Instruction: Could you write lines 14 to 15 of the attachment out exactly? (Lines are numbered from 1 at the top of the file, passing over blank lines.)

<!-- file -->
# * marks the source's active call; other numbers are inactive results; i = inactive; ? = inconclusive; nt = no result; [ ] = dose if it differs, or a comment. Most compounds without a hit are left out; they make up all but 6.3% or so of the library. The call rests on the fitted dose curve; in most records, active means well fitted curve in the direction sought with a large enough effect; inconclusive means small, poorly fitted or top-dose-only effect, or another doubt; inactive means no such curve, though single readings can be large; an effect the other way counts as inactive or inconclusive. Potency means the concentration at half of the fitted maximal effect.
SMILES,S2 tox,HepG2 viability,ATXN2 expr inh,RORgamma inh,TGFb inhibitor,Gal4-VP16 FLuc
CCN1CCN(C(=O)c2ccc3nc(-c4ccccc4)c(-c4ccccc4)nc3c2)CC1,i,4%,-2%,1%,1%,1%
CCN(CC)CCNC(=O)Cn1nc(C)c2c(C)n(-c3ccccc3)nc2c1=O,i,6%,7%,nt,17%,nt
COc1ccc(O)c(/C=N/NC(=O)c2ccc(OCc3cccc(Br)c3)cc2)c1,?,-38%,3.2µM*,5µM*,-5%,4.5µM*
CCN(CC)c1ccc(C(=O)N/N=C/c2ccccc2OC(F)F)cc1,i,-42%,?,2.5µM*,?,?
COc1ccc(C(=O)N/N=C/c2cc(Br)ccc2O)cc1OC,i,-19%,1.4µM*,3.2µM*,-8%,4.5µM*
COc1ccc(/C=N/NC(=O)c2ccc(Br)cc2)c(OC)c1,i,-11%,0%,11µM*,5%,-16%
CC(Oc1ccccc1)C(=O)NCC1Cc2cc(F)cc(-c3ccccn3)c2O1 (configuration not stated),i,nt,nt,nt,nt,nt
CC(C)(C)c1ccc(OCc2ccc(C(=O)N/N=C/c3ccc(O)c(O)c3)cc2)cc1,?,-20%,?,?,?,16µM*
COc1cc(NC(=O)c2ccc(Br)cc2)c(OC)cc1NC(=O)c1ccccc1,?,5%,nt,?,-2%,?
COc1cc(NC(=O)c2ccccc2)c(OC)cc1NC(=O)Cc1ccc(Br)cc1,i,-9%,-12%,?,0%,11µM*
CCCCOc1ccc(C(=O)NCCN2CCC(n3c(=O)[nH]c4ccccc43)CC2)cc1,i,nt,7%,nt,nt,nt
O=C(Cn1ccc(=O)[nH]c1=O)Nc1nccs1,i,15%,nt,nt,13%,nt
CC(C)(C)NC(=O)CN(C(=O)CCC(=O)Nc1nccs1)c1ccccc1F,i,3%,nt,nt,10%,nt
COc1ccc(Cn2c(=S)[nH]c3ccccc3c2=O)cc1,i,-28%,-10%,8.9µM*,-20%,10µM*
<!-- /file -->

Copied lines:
O=C(Cn1ccc(=O)[nH]c1=O)Nc1nccs1,i,15%,nt,nt,13%,nt
CC(C)(C)NC(=O)CN(C(=O)CCC(=O)Nc1nccs1)c1ccccc1F,i,3%,nt,nt,10%,nt